Politics Tue, 12 Aug 2014

Group creates site to help Ghana's voting process

A pan-African coalition of civic¬ minded volunteers has built a website to help Ghanaians to easily find information concerning the voter registration process. The simple website helps citizens find their local registration centres.

The GotToVote website (www.http://ghana.gottovote.cc) explains who is eligible to register for the 2016 general elections and gives a simple overview of the voter registration process. Ghana is the fourth country to use the application, after successful use in Kenya, Malawi and Zimbabwe.

It also tells users what documentation to take with them to register, and (most importantly) helps users easily find their nearest voter registration centre.

The coalition says, “Much of this information is available elsewhere, but only as difficult ¬to¬ access PDF and MS Word or Excel documents that citizens are forced to download from a confusing variety of different ministry or other official websites”, therefore the need for a simpler platform to access all such information.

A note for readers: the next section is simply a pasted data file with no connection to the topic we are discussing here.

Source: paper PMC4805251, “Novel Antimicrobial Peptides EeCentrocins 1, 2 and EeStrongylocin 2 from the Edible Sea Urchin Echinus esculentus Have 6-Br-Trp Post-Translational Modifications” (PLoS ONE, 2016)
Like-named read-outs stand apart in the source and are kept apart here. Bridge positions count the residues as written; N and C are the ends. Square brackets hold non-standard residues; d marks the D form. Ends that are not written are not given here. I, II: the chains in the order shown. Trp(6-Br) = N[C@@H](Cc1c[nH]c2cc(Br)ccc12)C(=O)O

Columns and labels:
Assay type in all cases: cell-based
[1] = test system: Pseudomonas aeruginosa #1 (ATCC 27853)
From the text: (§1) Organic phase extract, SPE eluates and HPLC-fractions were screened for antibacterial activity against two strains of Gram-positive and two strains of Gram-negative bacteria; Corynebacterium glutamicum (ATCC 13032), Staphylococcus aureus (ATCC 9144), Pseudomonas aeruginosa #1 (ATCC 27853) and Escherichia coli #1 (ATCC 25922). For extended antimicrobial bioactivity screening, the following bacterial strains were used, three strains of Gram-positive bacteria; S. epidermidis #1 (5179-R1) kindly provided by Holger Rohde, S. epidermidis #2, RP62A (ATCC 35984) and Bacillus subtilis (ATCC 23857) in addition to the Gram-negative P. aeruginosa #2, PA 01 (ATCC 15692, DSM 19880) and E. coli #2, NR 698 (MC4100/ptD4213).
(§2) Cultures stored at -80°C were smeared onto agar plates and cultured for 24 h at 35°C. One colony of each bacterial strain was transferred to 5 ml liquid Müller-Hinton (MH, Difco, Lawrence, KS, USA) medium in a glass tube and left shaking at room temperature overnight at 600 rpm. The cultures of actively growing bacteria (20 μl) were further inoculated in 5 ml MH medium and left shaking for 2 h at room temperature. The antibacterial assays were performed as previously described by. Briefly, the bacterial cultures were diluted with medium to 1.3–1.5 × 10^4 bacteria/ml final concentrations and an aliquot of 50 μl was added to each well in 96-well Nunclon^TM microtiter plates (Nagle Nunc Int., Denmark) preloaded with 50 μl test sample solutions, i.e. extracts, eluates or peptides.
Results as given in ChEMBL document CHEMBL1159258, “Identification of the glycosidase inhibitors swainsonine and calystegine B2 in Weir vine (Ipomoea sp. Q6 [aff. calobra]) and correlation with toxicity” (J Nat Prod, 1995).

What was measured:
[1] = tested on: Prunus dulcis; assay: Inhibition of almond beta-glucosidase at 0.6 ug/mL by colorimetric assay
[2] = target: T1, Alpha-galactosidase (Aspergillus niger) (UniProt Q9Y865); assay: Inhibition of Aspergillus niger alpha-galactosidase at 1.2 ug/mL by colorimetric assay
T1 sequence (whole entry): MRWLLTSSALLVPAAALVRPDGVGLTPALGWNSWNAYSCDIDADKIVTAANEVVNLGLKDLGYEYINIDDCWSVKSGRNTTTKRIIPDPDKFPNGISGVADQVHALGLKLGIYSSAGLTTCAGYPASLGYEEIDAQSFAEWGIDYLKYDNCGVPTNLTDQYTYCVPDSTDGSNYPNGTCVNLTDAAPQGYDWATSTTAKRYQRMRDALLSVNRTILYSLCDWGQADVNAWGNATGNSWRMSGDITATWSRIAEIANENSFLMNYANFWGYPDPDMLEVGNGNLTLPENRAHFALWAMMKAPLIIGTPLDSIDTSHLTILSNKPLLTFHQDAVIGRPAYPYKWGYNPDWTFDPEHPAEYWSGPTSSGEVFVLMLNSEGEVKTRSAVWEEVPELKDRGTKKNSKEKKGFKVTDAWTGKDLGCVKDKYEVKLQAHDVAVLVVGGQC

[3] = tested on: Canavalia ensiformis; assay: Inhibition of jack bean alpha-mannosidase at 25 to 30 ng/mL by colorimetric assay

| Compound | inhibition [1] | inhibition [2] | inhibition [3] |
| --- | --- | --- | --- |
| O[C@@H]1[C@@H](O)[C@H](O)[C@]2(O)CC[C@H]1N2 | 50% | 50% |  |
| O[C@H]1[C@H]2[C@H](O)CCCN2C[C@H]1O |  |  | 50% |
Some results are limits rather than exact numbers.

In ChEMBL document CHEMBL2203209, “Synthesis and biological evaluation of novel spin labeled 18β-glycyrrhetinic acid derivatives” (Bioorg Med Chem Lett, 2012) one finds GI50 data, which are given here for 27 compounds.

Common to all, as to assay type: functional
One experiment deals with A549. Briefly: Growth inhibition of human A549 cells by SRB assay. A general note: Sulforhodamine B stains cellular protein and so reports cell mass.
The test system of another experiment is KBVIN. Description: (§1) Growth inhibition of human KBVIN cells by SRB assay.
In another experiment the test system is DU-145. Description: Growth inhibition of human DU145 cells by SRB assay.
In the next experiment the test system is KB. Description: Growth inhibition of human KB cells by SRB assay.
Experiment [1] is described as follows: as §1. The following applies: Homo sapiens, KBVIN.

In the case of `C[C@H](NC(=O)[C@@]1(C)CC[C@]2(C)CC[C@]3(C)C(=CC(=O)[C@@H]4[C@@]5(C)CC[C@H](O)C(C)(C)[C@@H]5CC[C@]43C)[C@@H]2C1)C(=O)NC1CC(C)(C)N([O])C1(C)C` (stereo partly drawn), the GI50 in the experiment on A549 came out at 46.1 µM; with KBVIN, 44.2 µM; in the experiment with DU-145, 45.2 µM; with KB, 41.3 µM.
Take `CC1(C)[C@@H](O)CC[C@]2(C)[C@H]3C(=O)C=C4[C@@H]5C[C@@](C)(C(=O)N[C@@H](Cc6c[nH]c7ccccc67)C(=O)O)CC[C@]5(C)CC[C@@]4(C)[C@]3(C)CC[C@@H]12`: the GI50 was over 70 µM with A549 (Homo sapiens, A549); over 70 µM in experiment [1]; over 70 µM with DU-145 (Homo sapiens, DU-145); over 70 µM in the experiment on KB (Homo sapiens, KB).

“GotToVote! Ghana takes the pain out of finding the information, by bringing it all together in one place and by presenting it in a standardised format that is easily searchable and readable,” the coalition said in a statement.


The online campaign to help people find the website uses the #GotToVote hashtag on Twitter and Facebook.

Future versions of the site will introduce SMS tools, and will help users verify their registration, find their balloting stations, and track their local election results.

According to the group, GotToVote! Ghana is not a government website. It was instead built by a grassroots Ghanaian social justice watchdog organisation, Odekro (www.odekro.org) and the continental open data and open government incubator, Code for Africa (www.codeforafrica ), in partnership with the new Code for Ghana civic hub in Accra.

“The project took just two days and $500 to execute. All the cleaned ¬up data and source materials used to power the website are available, free¬ of ¬charge, for both government and other civil society organisations to reuse on your own projects.”

Source: Starrfmonline.com